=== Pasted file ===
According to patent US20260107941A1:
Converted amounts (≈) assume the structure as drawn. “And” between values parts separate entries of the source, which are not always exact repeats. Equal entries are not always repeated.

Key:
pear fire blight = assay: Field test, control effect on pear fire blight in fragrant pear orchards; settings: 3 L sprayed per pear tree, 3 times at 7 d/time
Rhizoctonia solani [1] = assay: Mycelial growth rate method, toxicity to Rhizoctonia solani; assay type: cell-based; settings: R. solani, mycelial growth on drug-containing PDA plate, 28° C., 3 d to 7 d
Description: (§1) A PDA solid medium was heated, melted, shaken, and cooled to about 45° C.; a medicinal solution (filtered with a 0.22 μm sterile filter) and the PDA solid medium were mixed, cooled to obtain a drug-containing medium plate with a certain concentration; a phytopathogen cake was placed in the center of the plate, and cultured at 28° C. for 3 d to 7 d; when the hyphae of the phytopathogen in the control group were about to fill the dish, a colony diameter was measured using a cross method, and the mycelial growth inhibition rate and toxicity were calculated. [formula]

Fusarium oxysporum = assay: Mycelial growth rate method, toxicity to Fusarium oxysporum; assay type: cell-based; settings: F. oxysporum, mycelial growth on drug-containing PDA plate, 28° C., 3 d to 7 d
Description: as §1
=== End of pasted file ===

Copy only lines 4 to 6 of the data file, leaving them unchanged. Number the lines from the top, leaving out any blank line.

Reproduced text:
pear fire blight = assay: Field test, control effect on pear fire blight in fragrant pear orchards; settings: 3 L sprayed per pear tree, 3 times at 7 d/time
Rhizoctonia solani [1] = assay: Mycelial growth rate method, toxicity to Rhizoctonia solani; assay type: cell-based; settings: R. solani, mycelial growth on drug-containing PDA plate, 28° C., 3 d to 7 d
Description: (§1) A PDA solid medium was heated, melted, shaken, and cooled to about 45° C.; a medicinal solution (filtered with a 0.22 μm sterile filter) and the PDA solid medium were mixed, cooled to obtain a drug-containing medium plate with a certain concentration; a phytopathogen cake was placed in the center of the plate, and cultured at 28° C. for 3 d to 7 d; when the hyphae of the phytopathogen in the control group were about to fill the dish, a colony diameter was measured using a cross method, and the mycelial growth inhibition rate and toxicity were calculated. [formula]